Respiratory disease (COPD) in horses and what to do about it
There is a steady increase in the awareness of one’s horse’s health among equestrians. As a result, many horse owners have already had to face respiratory diseases, as these are very common nowadays due to modern horse keeping. How to recognise if your horse is suffering from respiratory disease and what you can do about it is covered in this blog post.
Chronic obstructive pulmonary disease (COPD) is the most commonly used term to describe an inflammatory obstructive disease in the lower airways of the horse. The most common symptoms of this complex syndrome are lowered performance, coughing, nasal discharge (mucus, usually white or yellow – a few drops of clear watery discharge after training are nothing to worry about though), dyspnea (shortness of breath) and in severe cases even weight loss.
Many equestrians become confused with the many different names used to describe this syndrome, such as chronic obstructive bronchitis (COB), heaves, broken wind, alveolar emphysema, chronic pulmonary disease, small airway disease, chronic obstructive lung disease, chronic bronchitis, and recurrent airway obstruction (RAO). These all describe the same symptoms and syndrome, but COPD still is the most commonly used term.
Symptoms to watch out for
As previously stated, there are common symptoms to watch out for when figuring out if your horse might be struggling with COPD. Things to look out for are:
Have you noticed decreased performance and your horse seeming intolerant and more stressed than usual during exercise? This is normally the first indication of problem's with your horses airways. Unfortunately, these symptoms can be an indicator of a variety of issues and therefore further investigation by a veterinarian will be necessary.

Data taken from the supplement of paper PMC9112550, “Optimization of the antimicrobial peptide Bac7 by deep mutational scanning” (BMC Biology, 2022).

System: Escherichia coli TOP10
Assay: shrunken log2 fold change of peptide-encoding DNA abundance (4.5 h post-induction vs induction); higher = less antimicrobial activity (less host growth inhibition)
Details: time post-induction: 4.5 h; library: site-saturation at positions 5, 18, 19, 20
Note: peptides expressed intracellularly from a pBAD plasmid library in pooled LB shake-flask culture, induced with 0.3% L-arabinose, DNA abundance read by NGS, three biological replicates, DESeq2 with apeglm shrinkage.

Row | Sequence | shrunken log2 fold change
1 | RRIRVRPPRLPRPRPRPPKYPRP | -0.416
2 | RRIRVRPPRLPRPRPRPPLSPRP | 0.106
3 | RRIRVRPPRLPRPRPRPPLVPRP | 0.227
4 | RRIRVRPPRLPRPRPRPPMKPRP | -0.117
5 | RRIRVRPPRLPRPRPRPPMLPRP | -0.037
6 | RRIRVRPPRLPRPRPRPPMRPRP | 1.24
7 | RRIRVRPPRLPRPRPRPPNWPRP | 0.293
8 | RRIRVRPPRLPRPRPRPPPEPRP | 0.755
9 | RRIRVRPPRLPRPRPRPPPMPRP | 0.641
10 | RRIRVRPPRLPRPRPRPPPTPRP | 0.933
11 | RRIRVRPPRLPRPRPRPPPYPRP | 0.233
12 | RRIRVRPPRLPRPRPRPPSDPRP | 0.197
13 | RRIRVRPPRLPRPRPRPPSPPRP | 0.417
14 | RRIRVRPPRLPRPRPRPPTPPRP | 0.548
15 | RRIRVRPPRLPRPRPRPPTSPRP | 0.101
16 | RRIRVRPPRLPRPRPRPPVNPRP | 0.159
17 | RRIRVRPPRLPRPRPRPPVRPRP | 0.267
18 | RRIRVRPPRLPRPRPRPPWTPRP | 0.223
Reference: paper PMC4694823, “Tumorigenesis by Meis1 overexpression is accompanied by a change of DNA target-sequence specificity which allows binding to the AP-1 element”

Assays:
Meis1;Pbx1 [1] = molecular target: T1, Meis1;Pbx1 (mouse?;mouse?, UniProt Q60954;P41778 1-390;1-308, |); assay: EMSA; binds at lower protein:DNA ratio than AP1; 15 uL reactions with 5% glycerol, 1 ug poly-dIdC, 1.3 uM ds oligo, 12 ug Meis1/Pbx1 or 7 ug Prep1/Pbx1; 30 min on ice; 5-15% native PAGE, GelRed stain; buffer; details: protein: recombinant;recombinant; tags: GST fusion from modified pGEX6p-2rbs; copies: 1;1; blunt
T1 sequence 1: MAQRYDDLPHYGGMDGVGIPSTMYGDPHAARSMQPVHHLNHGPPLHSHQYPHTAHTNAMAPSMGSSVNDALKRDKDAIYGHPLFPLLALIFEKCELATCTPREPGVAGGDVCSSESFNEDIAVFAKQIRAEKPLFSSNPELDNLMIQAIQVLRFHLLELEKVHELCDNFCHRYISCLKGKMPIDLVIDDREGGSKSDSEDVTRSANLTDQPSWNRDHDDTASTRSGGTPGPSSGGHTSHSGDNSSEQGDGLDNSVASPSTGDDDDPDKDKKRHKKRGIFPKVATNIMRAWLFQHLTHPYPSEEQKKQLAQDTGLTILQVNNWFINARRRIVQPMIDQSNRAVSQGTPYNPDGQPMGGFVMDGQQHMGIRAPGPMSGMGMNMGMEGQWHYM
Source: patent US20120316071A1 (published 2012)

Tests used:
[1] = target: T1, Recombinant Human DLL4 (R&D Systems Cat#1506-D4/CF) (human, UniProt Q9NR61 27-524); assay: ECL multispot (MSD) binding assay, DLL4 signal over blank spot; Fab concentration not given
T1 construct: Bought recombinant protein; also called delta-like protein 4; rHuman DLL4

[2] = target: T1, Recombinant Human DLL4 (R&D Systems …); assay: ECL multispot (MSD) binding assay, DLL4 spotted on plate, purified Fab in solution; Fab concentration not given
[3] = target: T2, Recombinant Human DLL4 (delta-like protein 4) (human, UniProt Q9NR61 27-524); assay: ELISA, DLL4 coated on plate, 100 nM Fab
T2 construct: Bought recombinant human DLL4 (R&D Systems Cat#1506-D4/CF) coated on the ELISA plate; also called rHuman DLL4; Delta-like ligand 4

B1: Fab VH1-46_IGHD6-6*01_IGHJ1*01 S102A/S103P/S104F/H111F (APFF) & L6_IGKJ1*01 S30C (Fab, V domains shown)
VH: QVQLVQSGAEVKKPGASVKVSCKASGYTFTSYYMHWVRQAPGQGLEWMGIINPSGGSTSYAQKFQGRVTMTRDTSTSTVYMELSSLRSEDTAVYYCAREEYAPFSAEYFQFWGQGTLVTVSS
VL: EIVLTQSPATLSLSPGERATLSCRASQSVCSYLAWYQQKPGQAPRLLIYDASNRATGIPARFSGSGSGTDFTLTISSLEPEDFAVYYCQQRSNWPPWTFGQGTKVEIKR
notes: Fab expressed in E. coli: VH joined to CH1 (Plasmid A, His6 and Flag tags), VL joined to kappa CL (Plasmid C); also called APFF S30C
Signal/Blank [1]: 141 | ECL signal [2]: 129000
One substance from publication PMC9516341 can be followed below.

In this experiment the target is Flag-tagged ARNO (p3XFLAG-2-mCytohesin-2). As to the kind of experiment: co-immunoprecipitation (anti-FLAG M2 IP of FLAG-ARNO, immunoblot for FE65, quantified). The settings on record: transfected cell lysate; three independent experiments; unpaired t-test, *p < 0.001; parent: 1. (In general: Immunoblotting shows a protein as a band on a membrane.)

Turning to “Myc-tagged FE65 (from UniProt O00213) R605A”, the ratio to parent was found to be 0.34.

Does your horse frequently cough while eating hay or during training, especially when advancing into a higher gait? Does food or mucus come up with the cough? If the answer is yes, definitely consult a veterinarian as all of the cases in which this happened, that I witnessed while working with a specialist in this field, were rather severe cases that required veterinary care and supervision.
White or yellow nasal discharge is a clear indicator of respiratory disease. The consistency can vary from thick, slimy, foamy to watery. Naturally, the horse's lungs have a self-cleaning mechanism to protect the horse from pneumonia caused by foreign particles. For this purpose, the lungs are lined with a respiratory mucous membrane, which binds dirt particles and transports them out of the respiratory tract by a "conveyor belt mechanism". If the respiratory tract is exposed to large amounts of ammonia, dust, mold, or pollen further defense reactions occur, such as increased mucus production to remove the foreign particles. However, if there is too much mucus production, the condition can be aggravated as the thick mucus "clogs" the airways.
Different consistencies of nasal discharge, thick and slimy to foamy to watery (© Michelle Botha – Gut Bisdorf Solekammer)
Another common symptom can be that your horse is experiencing shortness of breath. A normal breathing frequency of a calm horse is 8 to 12 breaths per minute. You can observe your horse’s breathing frequency by watching their chest or rib cage move in and out, if you can’t see this, you can place your hand in front of one of the nostrils of your horse to feel the air move in and out for 15 seconds and then multiply it by four to get the breathing frequency of your horse. If it is higher than the normal frequency, your horse could be experiencing shortness of breath which leads it to breathe quickly but shallow. Many barns have a stethoscope lying around which you can use to listen to your horse’s breath. Are the breaths deep or shallow? How does it sound, clear or is there crackling or squeaking?
Does your horse have a “heave line”? In chronic respiratory diseases, the elasticity of the lung and diaphragm tissue is often reduced, so that the negative pressure is no longer sufficient for effective breathing. In this case, the abdominal muscles are needed to enable the horse to fully exhale from the narrowed airways. Due to this strong use of the straight abdominal muscle (musculus rectus abdominis), it becomes very defined, creating the so-called "heave line”, which runs from the horse's flank towards the navel.